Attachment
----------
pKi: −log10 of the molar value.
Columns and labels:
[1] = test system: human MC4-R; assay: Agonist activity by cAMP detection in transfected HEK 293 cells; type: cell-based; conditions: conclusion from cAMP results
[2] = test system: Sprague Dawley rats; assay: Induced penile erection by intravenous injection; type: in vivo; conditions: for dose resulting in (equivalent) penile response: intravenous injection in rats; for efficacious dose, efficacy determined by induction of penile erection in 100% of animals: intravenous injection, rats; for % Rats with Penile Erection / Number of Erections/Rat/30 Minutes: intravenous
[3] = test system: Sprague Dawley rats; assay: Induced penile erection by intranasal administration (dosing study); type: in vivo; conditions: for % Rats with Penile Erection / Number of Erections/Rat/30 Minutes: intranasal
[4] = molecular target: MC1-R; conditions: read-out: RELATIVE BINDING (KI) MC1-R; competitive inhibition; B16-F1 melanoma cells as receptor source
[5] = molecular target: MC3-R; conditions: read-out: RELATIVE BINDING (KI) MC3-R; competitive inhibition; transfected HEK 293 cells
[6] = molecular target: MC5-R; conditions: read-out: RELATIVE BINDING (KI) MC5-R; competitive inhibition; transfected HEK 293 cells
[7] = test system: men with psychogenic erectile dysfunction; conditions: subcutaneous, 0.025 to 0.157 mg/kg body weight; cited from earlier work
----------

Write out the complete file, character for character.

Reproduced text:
pKi: −log10 of the molar value.
Columns and labels:
[1] = test system: human MC4-R; assay: Agonist activity by cAMP detection in transfected HEK 293 cells; type: cell-based; conditions: conclusion from cAMP results
[2] = test system: Sprague Dawley rats; assay: Induced penile erection by intravenous injection; type: in vivo; conditions: for dose resulting in (equivalent) penile response: intravenous injection in rats; for efficacious dose, efficacy determined by induction of penile erection in 100% of animals: intravenous injection, rats; for % Rats with Penile Erection / Number of Erections/Rat/30 Minutes: intravenous
[3] = test system: Sprague Dawley rats; assay: Induced penile erection by intranasal administration (dosing study); type: in vivo; conditions: for % Rats with Penile Erection / Number of Erections/Rat/30 Minutes: intranasal
[4] = molecular target: MC1-R; conditions: read-out: RELATIVE BINDING (KI) MC1-R; competitive inhibition; B16-F1 melanoma cells as receptor source
[5] = molecular target: MC3-R; conditions: read-out: RELATIVE BINDING (KI) MC3-R; competitive inhibition; transfected HEK 293 cells
[6] = molecular target: MC5-R; conditions: read-out: RELATIVE BINDING (KI) MC5-R; competitive inhibition; transfected HEK 293 cells
[7] = test system: men with psychogenic erectile dysfunction; conditions: subcutaneous, 0.025 to 0.157 mg/kg body weight; cited from earlier work